Every summer, limeños make a beeline for the beaches clustered along the Panamericana to the south. The exodus peaks on weekends, when, occasionally, the road is so congested that it becomes temporarily one way. The principal beach towns include El Silencio, Señoritas, Caballeros, Punta Hermosa, Punta Negra, San Bartolo, Santa María, Naplo and Pucusana. Don’t expect tropical resorts; this stretch of barren, coastal desert is lapped by cold water and strong currents. Inquire locally before swimming, as drownings occur annually. Surfboard rental is almost nonexistent; best to bring your own.
Popular with families is San Bartolo, which is cluttered with hostels at budget to midrange rates during the busy summer. Sitting above the bay, Hostal 110, has 14 spacious and neat tiled rooms and apartments – some of which sleep up to six – staggered over a swimming pool on the cliffside. Guests pay the higher rate on Saturdays. On the far southern edge of town (take a mototaxi), facing the soccer field, the recommended Restaurant Rocío serves leche de tigre (seafood broth) and fresh fish grilled, fried and bathed in garlic.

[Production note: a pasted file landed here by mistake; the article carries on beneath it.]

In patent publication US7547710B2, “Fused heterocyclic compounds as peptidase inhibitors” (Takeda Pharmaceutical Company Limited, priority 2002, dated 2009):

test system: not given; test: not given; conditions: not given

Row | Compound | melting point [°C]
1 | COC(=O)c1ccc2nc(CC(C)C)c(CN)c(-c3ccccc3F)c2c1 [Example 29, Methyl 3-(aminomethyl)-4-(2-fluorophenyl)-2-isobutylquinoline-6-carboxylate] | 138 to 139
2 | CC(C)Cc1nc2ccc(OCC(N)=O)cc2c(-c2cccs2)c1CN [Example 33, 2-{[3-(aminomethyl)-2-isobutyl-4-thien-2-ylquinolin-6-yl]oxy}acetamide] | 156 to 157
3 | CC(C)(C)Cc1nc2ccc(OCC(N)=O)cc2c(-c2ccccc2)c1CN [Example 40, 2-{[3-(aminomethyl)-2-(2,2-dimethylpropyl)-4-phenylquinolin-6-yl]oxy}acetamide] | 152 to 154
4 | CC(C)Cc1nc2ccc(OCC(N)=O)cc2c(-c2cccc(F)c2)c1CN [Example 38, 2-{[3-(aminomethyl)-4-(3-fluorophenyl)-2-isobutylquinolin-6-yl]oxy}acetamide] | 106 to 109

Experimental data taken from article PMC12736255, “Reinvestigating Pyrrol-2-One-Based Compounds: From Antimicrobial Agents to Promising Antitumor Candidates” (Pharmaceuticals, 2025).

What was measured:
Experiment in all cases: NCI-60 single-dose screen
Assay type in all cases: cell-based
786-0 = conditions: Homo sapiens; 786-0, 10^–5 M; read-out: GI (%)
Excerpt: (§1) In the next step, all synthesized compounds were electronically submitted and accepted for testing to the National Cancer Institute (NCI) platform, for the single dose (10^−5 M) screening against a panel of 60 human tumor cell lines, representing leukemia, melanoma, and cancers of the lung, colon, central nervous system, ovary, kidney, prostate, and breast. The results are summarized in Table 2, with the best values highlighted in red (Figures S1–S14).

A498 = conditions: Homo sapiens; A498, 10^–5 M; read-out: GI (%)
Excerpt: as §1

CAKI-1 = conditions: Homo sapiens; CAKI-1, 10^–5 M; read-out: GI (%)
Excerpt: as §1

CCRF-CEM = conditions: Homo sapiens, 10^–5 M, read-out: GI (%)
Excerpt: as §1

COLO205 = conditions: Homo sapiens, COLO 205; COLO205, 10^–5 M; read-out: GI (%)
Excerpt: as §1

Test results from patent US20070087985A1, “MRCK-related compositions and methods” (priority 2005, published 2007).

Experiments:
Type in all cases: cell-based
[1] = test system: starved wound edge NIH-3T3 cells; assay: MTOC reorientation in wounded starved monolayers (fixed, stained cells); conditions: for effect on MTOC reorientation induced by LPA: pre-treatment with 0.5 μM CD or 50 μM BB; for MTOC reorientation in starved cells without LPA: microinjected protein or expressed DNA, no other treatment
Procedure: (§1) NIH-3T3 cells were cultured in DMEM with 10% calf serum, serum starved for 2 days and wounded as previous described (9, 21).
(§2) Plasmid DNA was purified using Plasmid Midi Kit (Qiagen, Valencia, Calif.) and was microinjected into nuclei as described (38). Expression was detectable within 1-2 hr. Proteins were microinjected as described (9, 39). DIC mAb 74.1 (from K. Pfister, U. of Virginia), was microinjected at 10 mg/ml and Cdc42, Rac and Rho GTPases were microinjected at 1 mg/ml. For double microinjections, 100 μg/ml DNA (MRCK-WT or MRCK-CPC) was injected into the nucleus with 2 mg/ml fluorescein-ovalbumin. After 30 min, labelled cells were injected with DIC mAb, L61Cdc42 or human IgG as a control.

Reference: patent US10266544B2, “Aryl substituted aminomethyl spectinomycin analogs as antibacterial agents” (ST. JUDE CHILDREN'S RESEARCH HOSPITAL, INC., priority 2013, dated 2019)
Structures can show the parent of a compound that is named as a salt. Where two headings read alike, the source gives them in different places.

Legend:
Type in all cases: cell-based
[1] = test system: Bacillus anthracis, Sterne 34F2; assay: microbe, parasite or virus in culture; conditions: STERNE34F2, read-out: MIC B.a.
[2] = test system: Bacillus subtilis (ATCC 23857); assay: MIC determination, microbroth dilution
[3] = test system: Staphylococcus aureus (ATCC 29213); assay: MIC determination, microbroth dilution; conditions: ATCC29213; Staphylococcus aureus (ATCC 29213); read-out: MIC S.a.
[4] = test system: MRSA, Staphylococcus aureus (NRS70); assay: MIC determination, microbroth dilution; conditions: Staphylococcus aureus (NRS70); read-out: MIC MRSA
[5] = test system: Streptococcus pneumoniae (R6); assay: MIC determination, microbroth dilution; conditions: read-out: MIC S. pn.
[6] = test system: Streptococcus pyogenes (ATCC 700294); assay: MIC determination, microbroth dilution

Further south, Punta Hermosa, with its relentless waves, is the surfer spot. The town has plenty of accommodations. A good choice is the compact Punta Hermosa Surf Inn, which has six rooms, a cozy hangout area with hammocks and cable TV. Note: weekend rates are S30 higher for private rooms and S10 higher for shared rooms. The largest waves in Peru, which can reach a height of 10m, are found nearby at Pico Alto (at Panamericana Km 43).
Punta Rocas, a little further south, is also popular with experienced surfers (annual competitions are held here), who generally crash at the basic Hostal Hamacas, right on the beach. There are 15 rooms and five bungalows (which sleep six), all with private bathrooms, hot water and ocean views. There is an on-site restaurant during the high season (October to April). It also rents boards.
To get to these beaches, take a bus signed ‘San Bartolo’ from the Panamericana Sur at the Puente Primavera in Lima. You can get off at any of the beach towns along the route, but in many cases it will be a 1km to 2km hike down to the beach. (Local taxis are usually waiting by the road.) A one-way taxi from Lima runs between S70 and S110.
There are also beaches to the south, such as Pucusana.